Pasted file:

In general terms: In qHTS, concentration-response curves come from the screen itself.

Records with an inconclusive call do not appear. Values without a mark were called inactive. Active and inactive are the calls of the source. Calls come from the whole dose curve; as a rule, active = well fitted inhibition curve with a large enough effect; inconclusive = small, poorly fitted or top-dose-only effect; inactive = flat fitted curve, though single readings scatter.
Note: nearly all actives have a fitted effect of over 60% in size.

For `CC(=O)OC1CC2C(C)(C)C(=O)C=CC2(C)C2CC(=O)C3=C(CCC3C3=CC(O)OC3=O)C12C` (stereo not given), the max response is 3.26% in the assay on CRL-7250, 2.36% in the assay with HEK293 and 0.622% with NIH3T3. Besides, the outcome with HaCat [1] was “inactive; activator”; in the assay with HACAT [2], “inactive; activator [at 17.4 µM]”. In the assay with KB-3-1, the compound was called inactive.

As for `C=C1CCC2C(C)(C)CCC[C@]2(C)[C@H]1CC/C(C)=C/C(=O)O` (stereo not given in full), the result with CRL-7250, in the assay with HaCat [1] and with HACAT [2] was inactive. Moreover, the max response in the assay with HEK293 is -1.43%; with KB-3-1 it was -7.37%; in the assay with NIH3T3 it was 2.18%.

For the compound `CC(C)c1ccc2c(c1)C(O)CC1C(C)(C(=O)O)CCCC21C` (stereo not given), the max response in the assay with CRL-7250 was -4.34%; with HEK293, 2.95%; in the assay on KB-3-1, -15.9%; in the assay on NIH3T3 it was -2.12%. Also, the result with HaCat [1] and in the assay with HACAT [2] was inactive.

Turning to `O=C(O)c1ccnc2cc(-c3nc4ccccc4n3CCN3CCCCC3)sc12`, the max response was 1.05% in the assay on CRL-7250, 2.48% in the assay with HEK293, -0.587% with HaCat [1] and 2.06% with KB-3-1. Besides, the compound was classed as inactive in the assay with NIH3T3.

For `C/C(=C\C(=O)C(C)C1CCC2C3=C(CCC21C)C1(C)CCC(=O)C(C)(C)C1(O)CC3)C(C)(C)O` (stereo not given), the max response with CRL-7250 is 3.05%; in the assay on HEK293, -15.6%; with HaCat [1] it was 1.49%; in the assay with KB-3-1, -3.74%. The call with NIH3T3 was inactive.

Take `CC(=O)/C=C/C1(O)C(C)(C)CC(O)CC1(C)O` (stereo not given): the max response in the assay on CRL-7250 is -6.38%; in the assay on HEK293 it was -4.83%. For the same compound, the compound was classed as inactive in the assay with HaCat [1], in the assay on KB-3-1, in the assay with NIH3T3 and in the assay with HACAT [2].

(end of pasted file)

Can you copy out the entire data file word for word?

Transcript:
In general terms: In qHTS, concentration-response curves come from the screen itself.

Records with an inconclusive call do not appear. Values without a mark were called inactive. Active and inactive are the calls of the source. Calls come from the whole dose curve; as a rule, active = well fitted inhibition curve with a large enough effect; inconclusive = small, poorly fitted or top-dose-only effect; inactive = flat fitted curve, though single readings scatter.
Note: nearly all actives have a fitted effect of over 60% in size.

For `CC(=O)OC1CC2C(C)(C)C(=O)C=CC2(C)C2CC(=O)C3=C(CCC3C3=CC(O)OC3=O)C12C` (stereo not given), the max response is 3.26% in the assay on CRL-7250, 2.36% in the assay with HEK293 and 0.622% with NIH3T3. Besides, the outcome with HaCat [1] was “inactive; activator”; in the assay with HACAT [2], “inactive; activator [at 17.4 µM]”. In the assay with KB-3-1, the compound was called inactive.

As for `C=C1CCC2C(C)(C)CCC[C@]2(C)[C@H]1CC/C(C)=C/C(=O)O` (stereo not given in full), the result with CRL-7250, in the assay with HaCat [1] and with HACAT [2] was inactive. Moreover, the max response in the assay with HEK293 is -1.43%; with KB-3-1 it was -7.37%; in the assay with NIH3T3 it was 2.18%.

For the compound `CC(C)c1ccc2c(c1)C(O)CC1C(C)(C(=O)O)CCCC21C` (stereo not given), the max response in the assay with CRL-7250 was -4.34%; with HEK293, 2.95%; in the assay on KB-3-1, -15.9%; in the assay on NIH3T3 it was -2.12%. Also, the result with HaCat [1] and in the assay with HACAT [2] was inactive.

Turning to `O=C(O)c1ccnc2cc(-c3nc4ccccc4n3CCN3CCCCC3)sc12`, the max response was 1.05% in the assay on CRL-7250, 2.48% in the assay with HEK293, -0.587% with HaCat [1] and 2.06% with KB-3-1. Besides, the compound was classed as inactive in the assay with NIH3T3.

For `C/C(=C\C(=O)C(C)C1CCC2C3=C(CCC21C)C1(C)CCC(=O)C(C)(C)C1(O)CC3)C(C)(C)O` (stereo not given), the max response with CRL-7250 is 3.05%; in the assay on HEK293, -15.6%; with HaCat [1] it was 1.49%; in the assay with KB-3-1, -3.74%. The call with NIH3T3 was inactive.

Take `CC(=O)/C=C/C1(O)C(C)(C)CC(O)CC1(C)O` (stereo not given): the max response in the assay on CRL-7250 is -6.38%; in the assay on HEK293 it was -4.83%. For the same compound, the compound was classed as inactive in the assay with HaCat [1], in the assay on KB-3-1, in the assay with NIH3T3 and in the assay with HACAT [2].